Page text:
Growing up in Riverside, Illinois, I attended St. Mary’s Grade School, before continuing on to minor seminary at Quigley South in the Archdiocese of Chicago. During my four years there I was deeply involved in studies, sports, and extracurricular activities—all focused on building community. Entering college seminary, I found considerably less emphasis on community. I began to feel drawn towards a common life, where the liturgy would be central and where some of my musical talents might be put to good use. Two classmates had been sent to Conception Seminary College; in letters to them I wrote of my discernment. They responded, “You should visit Conception Abbey.” So I did, and it was, as they say “love at first sight”; I knew I would spend the rest of my life here.
Conception’s monastic life was a perfect fit: the rhythm of liturgical prayer, the practice of lectio divina, and many varied tasks, all contributing to the shared life of the community. After professing solemn vows I was sent off to St. John’s Abbey for priesthood studies. Abbot Kevin, seeing my good grades in Greek and Hebrew, asked if I might consider further studies in Sacred Scripture, and eventually teaching in our seminary. Though it surprised me, it was an invitation to obedience that has had a profound impact on my life, and has been a source of abundant blessings.
Returning to Conception Abbey in the summer of 1984, I began teaching courses in Old Testament and music. But within a year I was moved into administration in the seminary college. After eleven years of administrative service, a wonderful opportunity was presented to Abbot Marcel Rooney by then Abbot Primate Jerome Theisen: Would he consider allowing me to teach at Sant’ Anselmo, the Benedictine University in Rome? In November of 1996, in the midst of making arrangements to take up this new assignment in Rome, the Holy Spirit intervened to reorder my life: the monks of Conception elected me their abbot, a position I still hold today.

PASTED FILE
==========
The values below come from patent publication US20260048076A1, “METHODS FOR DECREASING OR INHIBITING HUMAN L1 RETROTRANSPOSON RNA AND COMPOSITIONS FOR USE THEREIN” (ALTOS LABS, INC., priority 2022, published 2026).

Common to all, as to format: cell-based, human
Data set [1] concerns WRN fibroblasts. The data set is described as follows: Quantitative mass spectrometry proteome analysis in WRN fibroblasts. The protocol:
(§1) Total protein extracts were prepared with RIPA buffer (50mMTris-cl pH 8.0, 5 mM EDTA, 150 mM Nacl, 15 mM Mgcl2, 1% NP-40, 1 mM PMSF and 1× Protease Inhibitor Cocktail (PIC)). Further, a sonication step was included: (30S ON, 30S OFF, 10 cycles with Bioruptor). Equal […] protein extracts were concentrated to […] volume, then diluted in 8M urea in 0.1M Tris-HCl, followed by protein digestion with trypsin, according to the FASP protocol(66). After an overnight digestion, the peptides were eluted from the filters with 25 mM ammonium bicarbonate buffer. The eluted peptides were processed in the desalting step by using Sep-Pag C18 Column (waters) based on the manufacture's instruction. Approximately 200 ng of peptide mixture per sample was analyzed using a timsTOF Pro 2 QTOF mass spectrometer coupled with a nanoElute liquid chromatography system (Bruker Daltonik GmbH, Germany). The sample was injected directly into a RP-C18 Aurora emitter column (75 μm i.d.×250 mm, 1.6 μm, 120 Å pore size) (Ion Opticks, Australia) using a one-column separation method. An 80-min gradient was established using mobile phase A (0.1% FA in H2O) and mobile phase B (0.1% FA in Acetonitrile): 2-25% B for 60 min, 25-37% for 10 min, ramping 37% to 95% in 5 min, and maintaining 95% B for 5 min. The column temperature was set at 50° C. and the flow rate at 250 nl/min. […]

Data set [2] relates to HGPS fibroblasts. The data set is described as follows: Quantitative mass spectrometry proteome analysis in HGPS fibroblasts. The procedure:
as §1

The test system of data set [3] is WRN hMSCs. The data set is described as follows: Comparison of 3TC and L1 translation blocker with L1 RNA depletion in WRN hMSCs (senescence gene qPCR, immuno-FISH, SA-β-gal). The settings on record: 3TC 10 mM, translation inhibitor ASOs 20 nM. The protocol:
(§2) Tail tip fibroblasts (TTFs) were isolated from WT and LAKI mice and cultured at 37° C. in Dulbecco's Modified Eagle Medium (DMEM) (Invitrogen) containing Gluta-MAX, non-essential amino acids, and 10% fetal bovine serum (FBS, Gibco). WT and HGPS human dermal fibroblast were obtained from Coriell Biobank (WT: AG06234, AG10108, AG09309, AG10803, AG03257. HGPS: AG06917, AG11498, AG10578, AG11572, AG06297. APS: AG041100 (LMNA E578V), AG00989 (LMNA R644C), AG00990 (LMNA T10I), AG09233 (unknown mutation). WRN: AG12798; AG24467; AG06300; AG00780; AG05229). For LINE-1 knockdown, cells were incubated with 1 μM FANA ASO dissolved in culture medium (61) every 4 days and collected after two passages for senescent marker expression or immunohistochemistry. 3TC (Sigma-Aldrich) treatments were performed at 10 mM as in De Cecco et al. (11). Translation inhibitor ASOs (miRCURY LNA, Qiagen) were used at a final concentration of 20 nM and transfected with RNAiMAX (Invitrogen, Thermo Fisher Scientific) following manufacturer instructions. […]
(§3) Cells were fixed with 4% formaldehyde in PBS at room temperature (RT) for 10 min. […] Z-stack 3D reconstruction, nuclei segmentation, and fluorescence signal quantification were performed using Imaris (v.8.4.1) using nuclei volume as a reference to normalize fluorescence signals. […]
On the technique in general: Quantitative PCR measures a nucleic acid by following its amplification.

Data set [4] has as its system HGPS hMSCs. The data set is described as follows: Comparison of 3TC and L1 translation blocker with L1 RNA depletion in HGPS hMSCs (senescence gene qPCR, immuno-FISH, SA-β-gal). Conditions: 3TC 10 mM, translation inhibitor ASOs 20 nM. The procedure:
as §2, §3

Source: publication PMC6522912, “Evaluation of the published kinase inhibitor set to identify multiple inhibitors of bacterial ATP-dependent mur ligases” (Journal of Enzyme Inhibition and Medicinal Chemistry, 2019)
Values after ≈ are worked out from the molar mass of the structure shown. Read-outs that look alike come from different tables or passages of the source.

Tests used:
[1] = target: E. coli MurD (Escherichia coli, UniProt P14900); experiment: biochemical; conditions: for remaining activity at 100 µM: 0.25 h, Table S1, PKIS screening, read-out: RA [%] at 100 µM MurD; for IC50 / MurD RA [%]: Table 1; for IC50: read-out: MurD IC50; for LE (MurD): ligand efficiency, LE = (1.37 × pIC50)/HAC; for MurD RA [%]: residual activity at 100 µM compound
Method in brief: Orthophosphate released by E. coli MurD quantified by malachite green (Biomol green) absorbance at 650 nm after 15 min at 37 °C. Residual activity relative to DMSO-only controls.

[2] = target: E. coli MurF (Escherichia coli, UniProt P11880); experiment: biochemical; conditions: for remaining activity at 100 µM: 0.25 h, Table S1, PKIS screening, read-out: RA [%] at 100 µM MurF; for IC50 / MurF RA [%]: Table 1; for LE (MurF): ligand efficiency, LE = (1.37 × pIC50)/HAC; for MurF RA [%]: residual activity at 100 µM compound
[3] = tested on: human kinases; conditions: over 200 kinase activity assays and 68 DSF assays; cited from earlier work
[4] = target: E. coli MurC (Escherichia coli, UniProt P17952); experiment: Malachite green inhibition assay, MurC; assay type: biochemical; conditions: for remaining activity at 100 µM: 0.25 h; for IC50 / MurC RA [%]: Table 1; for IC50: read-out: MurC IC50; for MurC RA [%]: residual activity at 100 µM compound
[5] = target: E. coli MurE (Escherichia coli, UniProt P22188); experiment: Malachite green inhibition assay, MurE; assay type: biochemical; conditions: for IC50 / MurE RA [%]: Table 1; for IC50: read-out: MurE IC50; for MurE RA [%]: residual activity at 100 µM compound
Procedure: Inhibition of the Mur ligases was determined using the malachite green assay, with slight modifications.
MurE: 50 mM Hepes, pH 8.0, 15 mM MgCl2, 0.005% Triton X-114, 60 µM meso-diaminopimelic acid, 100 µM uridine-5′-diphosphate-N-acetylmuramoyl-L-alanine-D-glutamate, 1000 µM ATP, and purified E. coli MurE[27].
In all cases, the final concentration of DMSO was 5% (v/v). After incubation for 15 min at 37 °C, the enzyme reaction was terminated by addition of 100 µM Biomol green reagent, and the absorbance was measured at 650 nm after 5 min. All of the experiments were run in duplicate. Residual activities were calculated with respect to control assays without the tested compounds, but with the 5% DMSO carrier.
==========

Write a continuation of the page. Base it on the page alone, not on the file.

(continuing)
“it was, as they say ‘love at first sight’;
I knew I would spend the rest of my life here.”
My brother monks have placed a great challenge before me: to lead our community in the spirit of The Rule of St. Benedict and the Gospel. I will soon begin my nineteenth year as abbot. Today I see clearly how God’s grace has been the source of the power enabling me to conform myself to the divine will, wherever it has beckoned me. I remain utterly grateful for this call, for God’s grace, and for the goodness of my brothers in community who continue to call me to serve as their spiritual father in Christ. Whatever your vocation, whatever you may be discerning, “listen with the ear of your heart,” for you will hear the quiet and gentle voice of God calling you to experience the blessings of his peace and goodness.
—Abbot Gregory Polan, O.S.B.